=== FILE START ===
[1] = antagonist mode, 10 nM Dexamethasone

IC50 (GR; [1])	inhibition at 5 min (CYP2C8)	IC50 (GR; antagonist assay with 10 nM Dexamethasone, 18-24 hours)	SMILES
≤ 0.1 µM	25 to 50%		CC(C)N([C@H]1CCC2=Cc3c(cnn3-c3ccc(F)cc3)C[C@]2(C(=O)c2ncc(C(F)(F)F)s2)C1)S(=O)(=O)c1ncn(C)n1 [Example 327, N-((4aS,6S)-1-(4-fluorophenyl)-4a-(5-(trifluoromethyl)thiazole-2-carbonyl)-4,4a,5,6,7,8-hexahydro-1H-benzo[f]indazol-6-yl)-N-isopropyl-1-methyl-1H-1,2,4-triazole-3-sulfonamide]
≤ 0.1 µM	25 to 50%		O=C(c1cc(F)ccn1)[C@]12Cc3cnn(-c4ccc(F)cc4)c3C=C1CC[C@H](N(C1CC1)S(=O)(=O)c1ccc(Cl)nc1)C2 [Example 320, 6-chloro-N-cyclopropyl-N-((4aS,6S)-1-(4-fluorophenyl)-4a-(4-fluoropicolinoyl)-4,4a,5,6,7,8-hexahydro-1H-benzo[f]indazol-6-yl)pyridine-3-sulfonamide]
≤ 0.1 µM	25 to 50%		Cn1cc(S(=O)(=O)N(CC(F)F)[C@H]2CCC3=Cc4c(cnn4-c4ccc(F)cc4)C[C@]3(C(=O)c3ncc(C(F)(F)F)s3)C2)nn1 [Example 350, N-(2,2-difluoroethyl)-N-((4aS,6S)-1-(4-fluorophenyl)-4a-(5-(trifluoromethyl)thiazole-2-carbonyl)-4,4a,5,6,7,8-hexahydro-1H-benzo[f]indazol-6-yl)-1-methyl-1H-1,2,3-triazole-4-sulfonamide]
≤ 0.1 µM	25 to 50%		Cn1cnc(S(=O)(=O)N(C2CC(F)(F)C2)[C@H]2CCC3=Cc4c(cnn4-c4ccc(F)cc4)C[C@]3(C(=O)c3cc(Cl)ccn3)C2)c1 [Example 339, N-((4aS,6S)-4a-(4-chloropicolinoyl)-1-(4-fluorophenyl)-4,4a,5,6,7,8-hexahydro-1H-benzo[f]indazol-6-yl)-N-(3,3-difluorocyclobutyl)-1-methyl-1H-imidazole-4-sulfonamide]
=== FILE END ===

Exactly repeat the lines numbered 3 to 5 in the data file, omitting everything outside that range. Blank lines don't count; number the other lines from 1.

≤ 0.1 µM	25 to 50%		CC(C)N([C@H]1CCC2=Cc3c(cnn3-c3ccc(F)cc3)C[C@]2(C(=O)c2ncc(C(F)(F)F)s2)C1)S(=O)(=O)c1ncn(C)n1 [Example 327, N-((4aS,6S)-1-(4-fluorophenyl)-4a-(5-(trifluoromethyl)thiazole-2-carbonyl)-4,4a,5,6,7,8-hexahydro-1H-benzo[f]indazol-6-yl)-N-isopropyl-1-methyl-1H-1,2,4-triazole-3-sulfonamide]
≤ 0.1 µM	25 to 50%		O=C(c1cc(F)ccn1)[C@]12Cc3cnn(-c4ccc(F)cc4)c3C=C1CC[C@H](N(C1CC1)S(=O)(=O)c1ccc(Cl)nc1)C2 [Example 320, 6-chloro-N-cyclopropyl-N-((4aS,6S)-1-(4-fluorophenyl)-4a-(4-fluoropicolinoyl)-4,4a,5,6,7,8-hexahydro-1H-benzo[f]indazol-6-yl)pyridine-3-sulfonamide]
≤ 0.1 µM	25 to 50%		Cn1cc(S(=O)(=O)N(CC(F)F)[C@H]2CCC3=Cc4c(cnn4-c4ccc(F)cc4)C[C@]3(C(=O)c3ncc(C(F)(F)F)s3)C2)nn1 [Example 350, N-(2,2-difluoroethyl)-N-((4aS,6S)-1-(4-fluorophenyl)-4a-(5-(trifluoromethyl)thiazole-2-carbonyl)-4,4a,5,6,7,8-hexahydro-1H-benzo[f]indazol-6-yl)-1-methyl-1H-1,2,3-triazole-4-sulfonamide]